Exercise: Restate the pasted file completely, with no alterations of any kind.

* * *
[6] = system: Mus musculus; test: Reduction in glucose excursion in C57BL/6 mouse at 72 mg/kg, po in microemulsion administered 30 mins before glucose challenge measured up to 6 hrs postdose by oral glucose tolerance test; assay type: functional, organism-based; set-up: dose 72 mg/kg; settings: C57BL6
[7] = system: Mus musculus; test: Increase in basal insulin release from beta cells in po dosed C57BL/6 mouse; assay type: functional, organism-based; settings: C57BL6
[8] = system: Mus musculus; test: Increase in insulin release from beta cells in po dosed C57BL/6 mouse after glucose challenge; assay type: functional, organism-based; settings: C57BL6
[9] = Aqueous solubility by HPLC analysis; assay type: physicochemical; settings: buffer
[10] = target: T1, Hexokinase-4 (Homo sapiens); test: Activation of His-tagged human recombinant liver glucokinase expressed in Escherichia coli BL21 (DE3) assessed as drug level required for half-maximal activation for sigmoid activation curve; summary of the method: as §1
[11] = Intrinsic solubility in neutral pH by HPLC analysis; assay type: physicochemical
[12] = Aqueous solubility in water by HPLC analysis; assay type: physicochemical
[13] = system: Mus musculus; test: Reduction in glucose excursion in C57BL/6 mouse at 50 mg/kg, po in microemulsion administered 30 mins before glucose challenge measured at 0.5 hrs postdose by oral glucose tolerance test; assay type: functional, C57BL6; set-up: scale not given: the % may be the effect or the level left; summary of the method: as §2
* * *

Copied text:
[6] = system: Mus musculus; test: Reduction in glucose excursion in C57BL/6 mouse at 72 mg/kg, po in microemulsion administered 30 mins before glucose challenge measured up to 6 hrs postdose by oral glucose tolerance test; assay type: functional, organism-based; set-up: dose 72 mg/kg; settings: C57BL6
[7] = system: Mus musculus; test: Increase in basal insulin release from beta cells in po dosed C57BL/6 mouse; assay type: functional, organism-based; settings: C57BL6
[8] = system: Mus musculus; test: Increase in insulin release from beta cells in po dosed C57BL/6 mouse after glucose challenge; assay type: functional, organism-based; settings: C57BL6
[9] = Aqueous solubility by HPLC analysis; assay type: physicochemical; settings: buffer
[10] = target: T1, Hexokinase-4 (Homo sapiens); test: Activation of His-tagged human recombinant liver glucokinase expressed in Escherichia coli BL21 (DE3) assessed as drug level required for half-maximal activation for sigmoid activation curve; summary of the method: as §1
[11] = Intrinsic solubility in neutral pH by HPLC analysis; assay type: physicochemical
[12] = Aqueous solubility in water by HPLC analysis; assay type: physicochemical
[13] = system: Mus musculus; test: Reduction in glucose excursion in C57BL/6 mouse at 50 mg/kg, po in microemulsion administered 30 mins before glucose challenge measured at 0.5 hrs postdose by oral glucose tolerance test; assay type: functional, C57BL6; set-up: scale not given: the % may be the effect or the level left; summary of the method: as §2